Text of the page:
Goldman has never written a commercial in his life yet you’ll learn more from his storytelling on how to write for the screen than you will from some advertising expert. And you’ll learn in a memorable and entertaining way – what could be better? There is one piece of advice he offers, in particular, about writing a scene that I love. || It’s a piece of advice that could be well employed by most writers: ‘Come in late, leave early’. || And Goldman’s not talking about the hours you keep. His point is that most writers leave nothing for the audience to do – the writer over explains. || When you write a scene, and it could be a screenplay or it could be a television commercial, whatever you do, you must leave room for the audience to participate. You have to get them engaged in the process – that way you’ll get them wanting more. || With screenwriting you move from scene to scene, twisting, turning and surprising, so predictability is the death of a screenplay, as it is for those of us who write television commercials.
If I can work out what’s coming why bother watching? Surprise is a fundamental factor in making something memorable.
Mark Lepper, David Greene, and Richard Nisbett (1973) conducted research on this question. They divided children into three groups:
- Group 1 was the Expected group. The researchers showed the children the Good Drawing Certificate and asked if they wanted to draw in order to get the certificate.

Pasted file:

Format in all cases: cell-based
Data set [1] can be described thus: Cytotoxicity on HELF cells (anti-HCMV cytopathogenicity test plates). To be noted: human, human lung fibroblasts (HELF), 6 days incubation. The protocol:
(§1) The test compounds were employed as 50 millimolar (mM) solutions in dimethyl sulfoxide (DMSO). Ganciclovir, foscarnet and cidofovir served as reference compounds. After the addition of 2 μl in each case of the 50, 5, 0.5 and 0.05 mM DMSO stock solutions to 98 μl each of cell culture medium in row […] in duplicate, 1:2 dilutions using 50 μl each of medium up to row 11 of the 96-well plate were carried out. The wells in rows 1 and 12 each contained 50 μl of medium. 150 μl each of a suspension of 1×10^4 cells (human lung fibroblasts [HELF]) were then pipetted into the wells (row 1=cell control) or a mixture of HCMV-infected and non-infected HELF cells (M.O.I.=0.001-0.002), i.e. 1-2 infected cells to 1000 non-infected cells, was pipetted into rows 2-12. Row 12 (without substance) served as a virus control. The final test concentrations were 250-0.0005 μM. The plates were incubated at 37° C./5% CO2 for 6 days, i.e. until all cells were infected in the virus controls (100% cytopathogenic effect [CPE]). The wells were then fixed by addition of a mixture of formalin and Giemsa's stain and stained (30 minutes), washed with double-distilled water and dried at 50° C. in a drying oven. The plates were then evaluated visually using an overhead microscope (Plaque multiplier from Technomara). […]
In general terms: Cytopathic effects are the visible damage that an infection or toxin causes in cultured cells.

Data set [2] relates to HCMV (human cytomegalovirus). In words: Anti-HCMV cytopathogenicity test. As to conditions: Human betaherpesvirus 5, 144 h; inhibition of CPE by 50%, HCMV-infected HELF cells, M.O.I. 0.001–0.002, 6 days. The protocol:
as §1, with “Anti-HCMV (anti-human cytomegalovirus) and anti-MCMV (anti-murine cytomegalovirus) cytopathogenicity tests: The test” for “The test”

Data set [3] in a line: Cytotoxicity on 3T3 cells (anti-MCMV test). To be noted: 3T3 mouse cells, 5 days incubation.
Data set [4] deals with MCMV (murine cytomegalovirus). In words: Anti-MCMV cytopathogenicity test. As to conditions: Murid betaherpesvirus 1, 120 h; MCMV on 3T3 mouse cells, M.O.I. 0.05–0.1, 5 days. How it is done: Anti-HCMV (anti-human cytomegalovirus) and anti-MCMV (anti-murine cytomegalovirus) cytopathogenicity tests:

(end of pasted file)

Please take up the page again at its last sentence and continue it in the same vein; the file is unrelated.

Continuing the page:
- Group 2 was the Unexpected group. The researchers asked the children if they wanted to draw, but didn’t mention anything about a certificate. After the children spent time drawing, they received an unexpected drawing certificate.
- Group 3 was the Control group. The researchers asked the children if they wanted to draw, but didn’t mention a certificate and didn’t give them one.
The real part of the experiment came two weeks later. During playtime the drawing tools were put out in the room. The children weren’t asked anything about drawing; the tools were just put in the room and available. So what happened? Children in the Unexpected and Control groups spent the most time drawing. The children in Expected group, the ones to had received an expected reward, spent the least time drawing. Contingent rewards (rewards based on specific behavior that is spelled out ahead of time) resulted in less of the desired behavior if the reward was not repeated. Later the researchers went on to do studies like this, with adults as well as children, and found similar results.